Sorry but it has been held from time immemorial that a bishop is the regulator of the liturgy in his own diocese. If a bishop determines that a particular liturgical practice is pastorally necessary then that should be the end of the discussion. His authority over his clergy and flock is divinely ordained and immeasurably greater than that of some ignorant curiacrat who lives thousands of miles away. The fact that our current generation of bishops are idiots does not change the traditional constitution of the Church.

  49. Martin

    Fr Joe – I find it downright annoying. If the priest did what was right instead of pussyfooting around the word DARE there’d be no issue. And that’s what, I suspect, is his reason for avoiding it. He doesn’t think we should dare anything with God cos He’s just a big cuddly bear rather than an awesome, fearful, all-holy God. I’ve the psychology of these fellas sussed out, believe me.

    Shane, bishop’s authority over liturgy is not absolute – they MUST comply with liturgical directives e.g. Redemptionis Sacramentum. Goodness, bishops have enough powers without granting them more imaginary powers. It’s clerics taking power to themselves and doing their own thing that largely has us in the mess we’re in (bishops ignoring the Law of God, Canon Law, and common decency/sense to shield abusers and priests ignoring rubrics/norms to hijack the Mass). And surely, if they are idiots as YOU have said, then a few norms from Rome to keep them right is a good idea. Remember that documents on the liturgy are authorised and approved by the Pope. Also in all my 30 years of living, I’ve yet to see an Irish bishop regulating anything in the liturgy.

  50. Simmary

    “a bishop is the regulator of the liturgy in his own diocese” #48 above.

    Shane, is there a documentary chapter and verse for this statement? Please can you let me have it? It seems to me that with the recent permissions for the “Extraordinary Form” which even extend to allowing solo celebration, any priest can make his own decision about the type of Mass liturgy he offers in “his own” church and imposes upon his parishioners.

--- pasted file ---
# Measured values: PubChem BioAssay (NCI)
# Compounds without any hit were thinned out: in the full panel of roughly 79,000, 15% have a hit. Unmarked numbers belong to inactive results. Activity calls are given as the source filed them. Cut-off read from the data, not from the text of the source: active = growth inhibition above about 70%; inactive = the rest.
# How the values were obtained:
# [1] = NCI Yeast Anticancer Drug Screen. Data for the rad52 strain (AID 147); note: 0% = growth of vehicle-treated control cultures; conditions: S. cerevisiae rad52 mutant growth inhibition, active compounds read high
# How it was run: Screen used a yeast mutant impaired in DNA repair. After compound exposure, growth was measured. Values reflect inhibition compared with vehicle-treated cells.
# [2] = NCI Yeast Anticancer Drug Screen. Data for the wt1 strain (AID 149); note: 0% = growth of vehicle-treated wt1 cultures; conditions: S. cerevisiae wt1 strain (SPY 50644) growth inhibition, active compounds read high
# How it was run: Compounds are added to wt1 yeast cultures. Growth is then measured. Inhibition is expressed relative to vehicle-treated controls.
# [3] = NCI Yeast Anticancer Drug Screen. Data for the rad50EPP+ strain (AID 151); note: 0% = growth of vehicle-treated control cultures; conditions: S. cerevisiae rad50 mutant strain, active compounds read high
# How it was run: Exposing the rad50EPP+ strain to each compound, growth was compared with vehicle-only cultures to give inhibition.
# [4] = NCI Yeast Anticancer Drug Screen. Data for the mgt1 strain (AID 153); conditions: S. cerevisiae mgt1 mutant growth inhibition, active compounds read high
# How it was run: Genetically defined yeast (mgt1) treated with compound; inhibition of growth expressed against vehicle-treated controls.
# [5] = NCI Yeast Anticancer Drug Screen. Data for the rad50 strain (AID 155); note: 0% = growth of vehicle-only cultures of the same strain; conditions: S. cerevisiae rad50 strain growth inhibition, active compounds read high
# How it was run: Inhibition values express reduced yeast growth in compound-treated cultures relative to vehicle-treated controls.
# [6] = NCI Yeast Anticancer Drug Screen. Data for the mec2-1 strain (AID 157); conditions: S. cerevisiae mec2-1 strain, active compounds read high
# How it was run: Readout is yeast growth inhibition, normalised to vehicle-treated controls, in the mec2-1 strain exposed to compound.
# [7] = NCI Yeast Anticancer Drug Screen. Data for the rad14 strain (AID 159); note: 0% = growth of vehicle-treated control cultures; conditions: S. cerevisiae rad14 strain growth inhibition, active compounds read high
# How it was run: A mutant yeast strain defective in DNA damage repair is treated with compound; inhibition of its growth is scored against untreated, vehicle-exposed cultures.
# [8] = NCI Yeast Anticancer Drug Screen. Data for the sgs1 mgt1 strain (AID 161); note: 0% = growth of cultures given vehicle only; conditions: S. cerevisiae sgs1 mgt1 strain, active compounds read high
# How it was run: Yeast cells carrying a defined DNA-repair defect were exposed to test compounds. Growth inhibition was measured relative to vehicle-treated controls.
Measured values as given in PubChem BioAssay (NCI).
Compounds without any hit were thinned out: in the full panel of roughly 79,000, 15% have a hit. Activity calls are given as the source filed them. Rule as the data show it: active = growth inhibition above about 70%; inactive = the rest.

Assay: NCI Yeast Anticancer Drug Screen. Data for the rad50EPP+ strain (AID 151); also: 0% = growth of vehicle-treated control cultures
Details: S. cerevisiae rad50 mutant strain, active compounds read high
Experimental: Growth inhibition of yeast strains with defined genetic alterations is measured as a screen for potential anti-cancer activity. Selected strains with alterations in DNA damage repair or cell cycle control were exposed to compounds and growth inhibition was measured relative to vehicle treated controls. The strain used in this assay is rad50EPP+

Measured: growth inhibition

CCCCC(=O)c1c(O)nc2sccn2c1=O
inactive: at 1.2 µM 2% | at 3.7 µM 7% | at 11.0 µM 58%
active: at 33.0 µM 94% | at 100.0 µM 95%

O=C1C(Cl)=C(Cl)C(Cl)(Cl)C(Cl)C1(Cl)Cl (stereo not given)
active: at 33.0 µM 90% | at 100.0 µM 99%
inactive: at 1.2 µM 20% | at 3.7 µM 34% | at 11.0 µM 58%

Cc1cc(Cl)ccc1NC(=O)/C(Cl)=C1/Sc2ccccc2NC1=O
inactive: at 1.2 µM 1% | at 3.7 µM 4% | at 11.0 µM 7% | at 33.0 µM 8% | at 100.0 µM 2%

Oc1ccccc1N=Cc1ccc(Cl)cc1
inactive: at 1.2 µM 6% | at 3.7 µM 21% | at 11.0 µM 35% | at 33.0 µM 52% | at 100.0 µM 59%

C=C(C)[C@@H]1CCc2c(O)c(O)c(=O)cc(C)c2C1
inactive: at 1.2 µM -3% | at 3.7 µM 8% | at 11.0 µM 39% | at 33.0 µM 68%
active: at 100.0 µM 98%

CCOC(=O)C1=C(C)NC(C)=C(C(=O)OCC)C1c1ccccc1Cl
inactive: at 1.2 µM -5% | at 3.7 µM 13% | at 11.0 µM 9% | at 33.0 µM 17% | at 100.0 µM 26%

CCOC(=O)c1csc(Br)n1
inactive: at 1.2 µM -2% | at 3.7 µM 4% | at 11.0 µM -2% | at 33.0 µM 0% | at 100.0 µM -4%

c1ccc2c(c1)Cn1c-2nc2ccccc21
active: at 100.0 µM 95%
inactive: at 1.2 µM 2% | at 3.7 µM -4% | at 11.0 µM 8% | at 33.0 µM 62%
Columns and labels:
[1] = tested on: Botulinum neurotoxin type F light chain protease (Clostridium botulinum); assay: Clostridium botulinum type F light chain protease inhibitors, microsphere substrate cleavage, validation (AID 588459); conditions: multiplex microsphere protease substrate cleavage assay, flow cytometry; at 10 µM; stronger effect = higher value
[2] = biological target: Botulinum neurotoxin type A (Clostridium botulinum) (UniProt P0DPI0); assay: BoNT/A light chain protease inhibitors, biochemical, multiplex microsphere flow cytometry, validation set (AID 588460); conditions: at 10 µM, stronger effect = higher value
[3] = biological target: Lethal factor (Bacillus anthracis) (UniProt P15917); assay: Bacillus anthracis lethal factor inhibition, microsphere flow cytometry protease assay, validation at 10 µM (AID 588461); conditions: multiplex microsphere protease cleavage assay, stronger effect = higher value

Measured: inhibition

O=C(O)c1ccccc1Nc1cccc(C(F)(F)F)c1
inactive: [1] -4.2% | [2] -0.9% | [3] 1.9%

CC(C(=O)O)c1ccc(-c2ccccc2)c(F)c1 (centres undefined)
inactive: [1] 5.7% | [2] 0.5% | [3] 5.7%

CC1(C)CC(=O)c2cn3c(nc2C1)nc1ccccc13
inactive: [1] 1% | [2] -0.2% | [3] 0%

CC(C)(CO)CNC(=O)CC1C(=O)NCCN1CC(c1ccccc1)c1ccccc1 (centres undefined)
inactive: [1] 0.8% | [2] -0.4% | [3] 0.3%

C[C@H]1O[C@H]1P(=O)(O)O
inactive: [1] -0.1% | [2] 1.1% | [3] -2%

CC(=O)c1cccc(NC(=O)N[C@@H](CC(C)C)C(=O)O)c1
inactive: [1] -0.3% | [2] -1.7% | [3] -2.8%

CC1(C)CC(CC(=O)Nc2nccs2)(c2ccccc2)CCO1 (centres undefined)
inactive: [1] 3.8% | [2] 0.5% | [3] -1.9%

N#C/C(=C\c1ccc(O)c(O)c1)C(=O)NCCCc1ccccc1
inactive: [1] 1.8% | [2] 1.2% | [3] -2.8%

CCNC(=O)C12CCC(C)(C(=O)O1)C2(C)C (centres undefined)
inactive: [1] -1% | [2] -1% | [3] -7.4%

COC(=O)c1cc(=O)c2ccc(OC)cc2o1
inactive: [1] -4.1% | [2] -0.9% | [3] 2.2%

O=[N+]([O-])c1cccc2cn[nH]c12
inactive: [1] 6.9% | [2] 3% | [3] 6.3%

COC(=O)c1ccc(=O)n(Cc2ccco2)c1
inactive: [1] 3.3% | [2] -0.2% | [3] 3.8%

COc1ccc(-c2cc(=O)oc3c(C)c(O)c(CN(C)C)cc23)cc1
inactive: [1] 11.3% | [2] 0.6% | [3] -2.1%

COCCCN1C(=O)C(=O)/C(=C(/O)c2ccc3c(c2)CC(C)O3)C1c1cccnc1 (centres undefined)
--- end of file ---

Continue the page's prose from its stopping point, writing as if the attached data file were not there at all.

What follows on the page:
51. Joe O'Leary

    “audemus dicere” — “we dare to say” — I do not think any priest with his head screwed on could preface the Lord’s Prayer with those words. They sound like a medieval court rather than like Paul: “For you did not receive a spirit of slavery to fall back into fear, but you received a spirit of adoption. When we cry “Abba! Father!” it is that very spirit bearing witness with our spirit that we are children of God” (Rom 8:15-16). Please do not attribute uncharitable remarks to me; if I said what you quote, I apologize.

  52. Paddy Ferry

    Now that we have had 51 responses to Mary Ruane’s original piece challanging the right of contributors to this site to communicate anonymously, I’ve done a quick scan of the responses and was quite surprised to realise that, of those of us who do not use the cloak of anonymity, only Séan O’Driscoll and myself were in favour of leaving things as they are. Eddie, you were 90% in agreement with Mary Ruane and you were correect when you guessed that my main concern was for priests who might not wish to identify themselves when posting comments. I do find it hard to understand why so many laity feel the need to participate anomymously despite the reasons given by Martin and others. Joe,you are vehemently in agreement with Mary Ruane. Yet, I still feel strongly that we should leave things as they are. I am sure you visit the Misguided Missal site. Those responsible for that site remain anomymous and the reason they give is ” the vitriolic nature of the current climate of fear in our beloved Church” That sums up pretty well why I feel strongly that those priests who wish to withhold their identity should continue to be allowed to do so. Joe, I want to thank you for always taking the time to correct mistaken ( in my case with David Berger ) or misguided comments which you always seem have the patience to do. I found the David Berger case absolutely fascinating. When he spoke,after his sacking, he made 2 very interesting points. He said that as a young student he and others were fascinated by the Tridentine Rite and all it’s trappings because it was “aesthetically so attractive to homosexual culture”.( I obviously thought about this when I read Brendan Hoban’s description of the liturgical pantomime he watched unfolding at Knock last year on television).The 2nd thing he said which I found deeply sad and disturbing was that he felt his longstanding work for the ultra-conservative faction in the Church was because of “a subconscious feeling of guilt and a desire for atonement”, because of his sexual orientation, and which led him to be especially loyal to the Pope and the Church. How very sad is that. However, going back to the original debate, I do hope we all can continue to contribute whether openly or anomymously and grateful thanks to the ACP of Ireland, and Tony especially, for making it all possible for us.